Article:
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Article
Publication date: 20 December 2019

M. Afzalur Rahim and Jeffrey P. Katz

Previous studies examining the relationship between gender and conflict-management strategies have generally reported weak or inconsistent results. This paper aims to…

Abstract

Purpose

Previous studies examining the relationship between gender and conflict-management strategies have generally reported weak or inconsistent results. This paper aims to study extends past research by examining the main and interactive effects of gender on conflict-management strategies over time. The authors propose that conflict-management strategies commonly employed in the workplace are impacted by worker gender as predicted by face negotiation theory and vary over time based on the “generation” of the worker.

Design/methodology/approach

To test the study hypotheses, a field study was conducted to assess main and interactive effects of gender and generation on the five strategies for conflict management: Integrating, obliging, dominating, avoiding and compromising. Questionnaire data were collected over four decades (1980s-2010s) from employed students (N = 6,613). Data analysis was performed using a multivariate analysis of covariance.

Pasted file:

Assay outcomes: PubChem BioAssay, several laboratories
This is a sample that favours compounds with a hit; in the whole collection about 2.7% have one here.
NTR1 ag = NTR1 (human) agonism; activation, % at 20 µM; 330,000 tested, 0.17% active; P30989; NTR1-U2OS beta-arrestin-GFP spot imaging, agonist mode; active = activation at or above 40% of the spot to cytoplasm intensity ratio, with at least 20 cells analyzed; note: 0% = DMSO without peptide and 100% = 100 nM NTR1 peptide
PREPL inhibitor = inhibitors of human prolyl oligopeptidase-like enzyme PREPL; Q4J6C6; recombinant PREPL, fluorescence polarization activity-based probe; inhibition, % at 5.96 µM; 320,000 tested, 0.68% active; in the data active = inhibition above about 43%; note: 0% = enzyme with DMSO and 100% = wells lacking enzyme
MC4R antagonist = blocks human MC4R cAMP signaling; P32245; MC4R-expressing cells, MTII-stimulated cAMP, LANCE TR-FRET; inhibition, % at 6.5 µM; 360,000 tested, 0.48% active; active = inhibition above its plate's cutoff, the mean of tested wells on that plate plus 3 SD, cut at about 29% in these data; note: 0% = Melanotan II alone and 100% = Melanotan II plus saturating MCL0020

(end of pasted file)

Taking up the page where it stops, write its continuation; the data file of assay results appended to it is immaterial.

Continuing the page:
Findings

The results suggest female employees consistently use more noncompeting strategies (integrating, obliging, avoiding and compromising) than male employees and male employees consistently use more competing strategy (dominating) than female employees. All the main and interaction effects were significant.

Research limitations/implications

While this study involved primarily students in the USA studying management at two major public universities, there may be implications for a more global population of workers. However, the results support the notion advanced by face negotiation theory that men will generally seek to save face while women will generally avoid conflict in consideration of others.

Practical implications